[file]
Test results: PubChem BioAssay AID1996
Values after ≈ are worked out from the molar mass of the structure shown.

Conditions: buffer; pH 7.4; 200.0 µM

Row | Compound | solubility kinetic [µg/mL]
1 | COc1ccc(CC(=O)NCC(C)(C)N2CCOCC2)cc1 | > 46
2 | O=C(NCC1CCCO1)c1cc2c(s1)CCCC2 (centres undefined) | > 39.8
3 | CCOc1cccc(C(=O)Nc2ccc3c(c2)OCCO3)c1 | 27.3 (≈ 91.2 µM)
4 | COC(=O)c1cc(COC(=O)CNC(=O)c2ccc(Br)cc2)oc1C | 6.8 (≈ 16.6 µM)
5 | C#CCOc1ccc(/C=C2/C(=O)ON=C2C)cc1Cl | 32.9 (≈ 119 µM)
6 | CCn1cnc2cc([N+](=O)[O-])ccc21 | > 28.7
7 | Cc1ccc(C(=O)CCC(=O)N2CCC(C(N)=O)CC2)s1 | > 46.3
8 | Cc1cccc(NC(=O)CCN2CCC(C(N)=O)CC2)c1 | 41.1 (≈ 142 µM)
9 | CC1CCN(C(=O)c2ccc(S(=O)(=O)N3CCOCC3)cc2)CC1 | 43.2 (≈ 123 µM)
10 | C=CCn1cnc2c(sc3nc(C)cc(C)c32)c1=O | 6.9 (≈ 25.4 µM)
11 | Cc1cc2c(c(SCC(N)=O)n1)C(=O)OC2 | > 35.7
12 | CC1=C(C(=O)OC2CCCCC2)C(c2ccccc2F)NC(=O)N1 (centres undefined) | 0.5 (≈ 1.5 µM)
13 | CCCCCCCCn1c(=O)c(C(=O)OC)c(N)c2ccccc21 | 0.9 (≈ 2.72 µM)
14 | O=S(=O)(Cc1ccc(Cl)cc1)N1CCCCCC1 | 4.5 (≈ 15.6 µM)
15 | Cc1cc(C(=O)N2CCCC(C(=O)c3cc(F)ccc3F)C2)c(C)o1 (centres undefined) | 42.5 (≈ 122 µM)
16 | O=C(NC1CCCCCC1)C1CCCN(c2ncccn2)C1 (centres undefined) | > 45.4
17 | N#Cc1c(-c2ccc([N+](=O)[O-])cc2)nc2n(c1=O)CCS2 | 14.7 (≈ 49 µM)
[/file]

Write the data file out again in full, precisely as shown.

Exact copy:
Test results: PubChem BioAssay AID1996
Values after ≈ are worked out from the molar mass of the structure shown.

Conditions: buffer; pH 7.4; 200.0 µM

Row | Compound | solubility kinetic [µg/mL]
1 | COc1ccc(CC(=O)NCC(C)(C)N2CCOCC2)cc1 | > 46
2 | O=C(NCC1CCCO1)c1cc2c(s1)CCCC2 (centres undefined) | > 39.8
3 | CCOc1cccc(C(=O)Nc2ccc3c(c2)OCCO3)c1 | 27.3 (≈ 91.2 µM)
4 | COC(=O)c1cc(COC(=O)CNC(=O)c2ccc(Br)cc2)oc1C | 6.8 (≈ 16.6 µM)
5 | C#CCOc1ccc(/C=C2/C(=O)ON=C2C)cc1Cl | 32.9 (≈ 119 µM)
6 | CCn1cnc2cc([N+](=O)[O-])ccc21 | > 28.7
7 | Cc1ccc(C(=O)CCC(=O)N2CCC(C(N)=O)CC2)s1 | > 46.3
8 | Cc1cccc(NC(=O)CCN2CCC(C(N)=O)CC2)c1 | 41.1 (≈ 142 µM)
9 | CC1CCN(C(=O)c2ccc(S(=O)(=O)N3CCOCC3)cc2)CC1 | 43.2 (≈ 123 µM)
10 | C=CCn1cnc2c(sc3nc(C)cc(C)c32)c1=O | 6.9 (≈ 25.4 µM)
11 | Cc1cc2c(c(SCC(N)=O)n1)C(=O)OC2 | > 35.7
12 | CC1=C(C(=O)OC2CCCCC2)C(c2ccccc2F)NC(=O)N1 (centres undefined) | 0.5 (≈ 1.5 µM)
13 | CCCCCCCCn1c(=O)c(C(=O)OC)c(N)c2ccccc21 | 0.9 (≈ 2.72 µM)
14 | O=S(=O)(Cc1ccc(Cl)cc1)N1CCCCCC1 | 4.5 (≈ 15.6 µM)
15 | Cc1cc(C(=O)N2CCCC(C(=O)c3cc(F)ccc3F)C2)c(C)o1 (centres undefined) | 42.5 (≈ 122 µM)
16 | O=C(NC1CCCCCC1)C1CCCN(c2ncccn2)C1 (centres undefined) | > 45.4
17 | N#Cc1c(-c2ccc([N+](=O)[O-])cc2)nc2n(c1=O)CCS2 | 14.7 (≈ 49 µM)